Hitler’s vision was carried out not only by his fellow officials, but also realized by ordinary citizens. The mindset of being powerless was one shared by the citizens of the German population as well as the International community and the Jews. “You wait for one great shocking occasion, thinking that others, when such a shock comes, will join with you in resisting somehow. You don’t want to act, or even talk alone…And it is not just fear, fear of standing alone, that restrains you: it is also genuine uncertainty,” (“No Time to Think”). People “[allowed] themselves to swim with the tide and be carried on a wave of hope because of the security they felt was, in every respect, what allowed the Nazi regime to persist (“Chaos and Consent”).

Citizens felt that the Nazi revolution moved so quickly, and they just allowed life to carry themselves with it to a new level (“No Time to Think”). As they were carried with the revolution, they began to feel alienated from others for possibly feeling differently about the Nazis than their neighbor did. They felt ‘fear of standing alone’ for they thought that none would stand with them. Alone and afraid, they felt powerless and continued to shy away from others until everyone stood almost completely alone. Among the German citizens who supported NSDAP and the citizens who stood by as their country was changed completely are also responsible. Citizens who shared the perspective of the college professor above were exactly the kind of bystanders that helped further the NSDAP policies.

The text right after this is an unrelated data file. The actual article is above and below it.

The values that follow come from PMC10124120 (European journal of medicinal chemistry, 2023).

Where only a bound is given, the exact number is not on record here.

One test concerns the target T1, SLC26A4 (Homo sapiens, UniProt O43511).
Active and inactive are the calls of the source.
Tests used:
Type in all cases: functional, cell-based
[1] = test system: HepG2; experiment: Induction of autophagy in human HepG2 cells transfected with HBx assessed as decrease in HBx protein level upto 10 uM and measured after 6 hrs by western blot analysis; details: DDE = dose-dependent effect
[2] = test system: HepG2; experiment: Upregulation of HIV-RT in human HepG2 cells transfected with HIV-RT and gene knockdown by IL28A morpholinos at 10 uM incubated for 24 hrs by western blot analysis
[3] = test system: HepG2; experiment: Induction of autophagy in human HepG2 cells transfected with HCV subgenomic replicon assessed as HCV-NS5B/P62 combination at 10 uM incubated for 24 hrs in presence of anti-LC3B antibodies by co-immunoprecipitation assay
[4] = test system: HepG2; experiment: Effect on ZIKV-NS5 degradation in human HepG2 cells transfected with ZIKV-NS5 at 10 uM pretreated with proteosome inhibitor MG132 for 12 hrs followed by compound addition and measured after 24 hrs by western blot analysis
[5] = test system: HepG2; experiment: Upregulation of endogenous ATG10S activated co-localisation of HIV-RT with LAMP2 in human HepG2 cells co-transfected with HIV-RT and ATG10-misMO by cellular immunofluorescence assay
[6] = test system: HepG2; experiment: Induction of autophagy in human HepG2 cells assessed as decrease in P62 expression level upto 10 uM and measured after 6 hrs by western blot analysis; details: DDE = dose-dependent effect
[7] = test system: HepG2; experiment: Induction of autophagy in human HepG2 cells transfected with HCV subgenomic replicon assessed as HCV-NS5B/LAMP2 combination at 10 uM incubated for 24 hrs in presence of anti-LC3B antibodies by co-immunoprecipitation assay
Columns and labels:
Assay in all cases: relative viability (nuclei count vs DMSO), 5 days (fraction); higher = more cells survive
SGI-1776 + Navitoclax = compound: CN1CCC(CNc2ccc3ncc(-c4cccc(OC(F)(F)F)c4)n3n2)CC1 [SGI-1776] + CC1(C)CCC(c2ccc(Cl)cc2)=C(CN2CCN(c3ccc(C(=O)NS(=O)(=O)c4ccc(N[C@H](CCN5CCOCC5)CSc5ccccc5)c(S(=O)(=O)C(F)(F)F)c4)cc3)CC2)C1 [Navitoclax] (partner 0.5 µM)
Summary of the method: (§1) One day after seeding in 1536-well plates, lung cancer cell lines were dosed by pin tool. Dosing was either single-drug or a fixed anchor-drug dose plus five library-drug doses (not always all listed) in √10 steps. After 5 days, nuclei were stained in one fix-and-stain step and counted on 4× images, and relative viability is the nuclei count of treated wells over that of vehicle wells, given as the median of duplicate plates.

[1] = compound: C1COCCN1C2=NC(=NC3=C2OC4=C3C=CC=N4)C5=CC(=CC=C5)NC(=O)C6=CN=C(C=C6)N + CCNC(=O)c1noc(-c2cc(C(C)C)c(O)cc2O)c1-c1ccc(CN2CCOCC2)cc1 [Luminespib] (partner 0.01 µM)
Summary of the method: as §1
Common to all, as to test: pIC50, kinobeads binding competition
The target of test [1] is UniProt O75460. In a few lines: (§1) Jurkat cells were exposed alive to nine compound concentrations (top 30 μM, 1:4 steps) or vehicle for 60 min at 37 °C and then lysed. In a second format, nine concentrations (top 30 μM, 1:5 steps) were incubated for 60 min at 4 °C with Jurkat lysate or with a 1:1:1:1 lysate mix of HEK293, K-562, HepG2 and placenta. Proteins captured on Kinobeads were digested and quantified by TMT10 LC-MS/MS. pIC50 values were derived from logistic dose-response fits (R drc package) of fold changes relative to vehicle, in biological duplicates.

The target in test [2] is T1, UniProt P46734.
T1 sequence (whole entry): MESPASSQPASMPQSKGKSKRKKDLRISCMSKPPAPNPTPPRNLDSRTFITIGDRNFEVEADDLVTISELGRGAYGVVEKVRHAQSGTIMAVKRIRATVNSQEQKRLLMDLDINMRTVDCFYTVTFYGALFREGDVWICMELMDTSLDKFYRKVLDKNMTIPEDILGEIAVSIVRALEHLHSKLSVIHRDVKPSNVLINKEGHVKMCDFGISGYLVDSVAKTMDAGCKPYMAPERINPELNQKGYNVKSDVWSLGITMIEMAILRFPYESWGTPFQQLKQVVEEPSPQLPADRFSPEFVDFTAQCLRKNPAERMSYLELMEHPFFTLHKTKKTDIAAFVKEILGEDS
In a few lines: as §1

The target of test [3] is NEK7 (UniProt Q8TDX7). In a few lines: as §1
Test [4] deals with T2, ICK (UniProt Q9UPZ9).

They did nothing to stand against their government even when they felt they were unjust and disagreed with them. The international community did little to help the Jews while they were in crisis and being persecuted by the Nazis. “People everywhere were outraged,” and yet they did nothing to aid the Jewish people (“World Responses”). Thousands of Americans shared this outrage and displayed it at rallies to support the German Jews, still the Jews who were suffering in Germany did not benefit from these shows of support (“World Responses”). Even the president of the United States, Franklin D.

Roosevelt only stood up after he had been urged to do so, and did not take action to rescue the Jews but rather made a speech expressing how “deeply shocked” the United States was regarding the Jews’ situation (“World Responses”). While they hold minor responsibility as the victims, the Jews who did not revolt against early NSDAP policies or instead supported NSDAP in ghettos out of fear and self-delusion hold little responsibility. Eliezer Wiesel, Holocaust survivor and writer, goes on to explain the frame of mind that he and many Jews shared regarding the leadership within the ghettos: “In fact, we felt this was not a bad thing; we were entirely among ourselves. A small Jewish republic…a Jewish Council was appointed, as well as a Jewish Police Force, a welfare agency…a whole governmental apparatus,” (Wiesel 11-12). The ruling powers that governed and beat the Jews within the ghettos were more accepted than an Aryan leader.

The collective is made up of individuals, which raises the point that if Hitler never existed the whole country would be different whereas if one German citizen never existed, things would not have changed. The Jews, German citizens, soldiers, and people of other countries felt that they could be of no help to the Jews and so they waited for the big opportunity where everyone would stand with them, against the NSDAP government. It is exactly this state of inaction that people everywhere adopted that holds them responsible for the suffering of the Jewish people. Perhaps if they stood up early on, when revolting was still possible, there would be no Holocaust and the responsibility would be on merely the top leadership and Hitler.